The European Parliament is expected to debate proposed changes to Spain's abortion law on Thursday, with the Social Democrats, Green and left-wing parties joining forces to reject the changes that the administration is planning.
Hannes Swoboda, Social Democrats spokesman in the EU parliament, told reporters on Monday that his political grouping was against the reform, which restricts a woman's right to the procedure unless there is a danger to the mother's health or in cases of rape.
The proposed amendment, which also does not contemplate the right to abort in the case of serious fetal malformation, has caused a rift within the ruling conservative Popular Party, with some party barons calling for a consensus on changes to the current law introduced by the then Socialist government in 2010, which provides for abortion on demand in the first 14 weeks of pregnancy.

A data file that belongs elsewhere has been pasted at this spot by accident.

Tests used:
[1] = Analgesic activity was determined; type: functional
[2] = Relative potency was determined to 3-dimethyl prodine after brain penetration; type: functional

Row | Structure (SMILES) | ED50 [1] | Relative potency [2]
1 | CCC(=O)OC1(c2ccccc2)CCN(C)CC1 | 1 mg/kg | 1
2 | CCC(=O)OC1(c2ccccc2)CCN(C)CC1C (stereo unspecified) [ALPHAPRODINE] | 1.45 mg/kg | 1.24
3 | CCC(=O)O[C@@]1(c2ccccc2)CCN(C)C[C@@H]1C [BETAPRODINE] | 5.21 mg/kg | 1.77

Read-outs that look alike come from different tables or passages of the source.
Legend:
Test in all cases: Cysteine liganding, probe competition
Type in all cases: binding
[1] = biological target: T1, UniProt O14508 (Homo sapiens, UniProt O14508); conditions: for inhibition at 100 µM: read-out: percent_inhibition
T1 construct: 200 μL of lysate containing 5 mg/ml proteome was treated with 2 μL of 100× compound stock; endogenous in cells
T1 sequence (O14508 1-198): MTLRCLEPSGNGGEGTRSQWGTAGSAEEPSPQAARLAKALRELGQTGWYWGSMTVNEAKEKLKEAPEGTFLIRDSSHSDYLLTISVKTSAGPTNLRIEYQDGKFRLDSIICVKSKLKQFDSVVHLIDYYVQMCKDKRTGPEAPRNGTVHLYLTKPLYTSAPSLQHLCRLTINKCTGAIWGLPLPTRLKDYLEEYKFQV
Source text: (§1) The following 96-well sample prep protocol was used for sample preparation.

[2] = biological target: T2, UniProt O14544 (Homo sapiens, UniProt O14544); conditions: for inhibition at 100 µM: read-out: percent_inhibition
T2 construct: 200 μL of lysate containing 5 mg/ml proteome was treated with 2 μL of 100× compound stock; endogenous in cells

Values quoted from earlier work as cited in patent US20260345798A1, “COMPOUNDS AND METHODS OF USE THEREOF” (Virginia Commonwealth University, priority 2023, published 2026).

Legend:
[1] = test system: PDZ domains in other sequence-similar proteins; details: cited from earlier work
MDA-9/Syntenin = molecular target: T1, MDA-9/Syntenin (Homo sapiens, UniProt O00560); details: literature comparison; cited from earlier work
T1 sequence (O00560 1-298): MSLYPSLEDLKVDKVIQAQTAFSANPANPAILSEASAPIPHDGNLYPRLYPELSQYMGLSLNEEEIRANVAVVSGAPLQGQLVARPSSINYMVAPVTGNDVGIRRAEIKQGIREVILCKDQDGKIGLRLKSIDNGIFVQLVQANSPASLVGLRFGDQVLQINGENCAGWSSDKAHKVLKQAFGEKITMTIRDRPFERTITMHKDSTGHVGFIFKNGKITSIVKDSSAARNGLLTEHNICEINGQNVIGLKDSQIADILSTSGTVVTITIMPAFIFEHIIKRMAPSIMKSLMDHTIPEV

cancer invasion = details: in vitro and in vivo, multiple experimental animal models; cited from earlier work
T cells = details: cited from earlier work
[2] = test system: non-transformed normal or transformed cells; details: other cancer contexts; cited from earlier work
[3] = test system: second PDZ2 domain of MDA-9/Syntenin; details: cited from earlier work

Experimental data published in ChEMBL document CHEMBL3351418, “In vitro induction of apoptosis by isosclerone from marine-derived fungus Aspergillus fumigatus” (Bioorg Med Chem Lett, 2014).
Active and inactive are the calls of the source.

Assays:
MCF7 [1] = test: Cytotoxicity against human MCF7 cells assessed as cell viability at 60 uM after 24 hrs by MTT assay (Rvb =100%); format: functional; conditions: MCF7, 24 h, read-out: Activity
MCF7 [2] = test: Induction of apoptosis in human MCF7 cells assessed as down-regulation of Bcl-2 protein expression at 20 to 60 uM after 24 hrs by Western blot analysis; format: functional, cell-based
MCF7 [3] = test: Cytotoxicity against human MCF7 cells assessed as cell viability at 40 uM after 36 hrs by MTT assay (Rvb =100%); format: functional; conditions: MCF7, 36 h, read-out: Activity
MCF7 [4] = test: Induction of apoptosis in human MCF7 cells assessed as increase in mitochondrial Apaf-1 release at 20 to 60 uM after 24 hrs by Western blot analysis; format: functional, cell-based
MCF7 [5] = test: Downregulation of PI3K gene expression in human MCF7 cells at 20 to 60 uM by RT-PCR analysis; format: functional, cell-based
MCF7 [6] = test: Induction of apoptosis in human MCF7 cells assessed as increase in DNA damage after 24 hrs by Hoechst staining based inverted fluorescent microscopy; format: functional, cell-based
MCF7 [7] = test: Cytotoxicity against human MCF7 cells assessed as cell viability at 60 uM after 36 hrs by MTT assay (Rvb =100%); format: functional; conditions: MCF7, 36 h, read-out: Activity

The debate across Europe over Spain's planned changes to the 2010 legislation was ignited on Friday when Mikael Gustafsson, chairman of the Women's Committee, sent a letter to all parliament members expressing "great concern" over the proposed law.
“It’s a question of human rights; that women can decide about their own body and that it is not men who decide,” Gustafsson said later.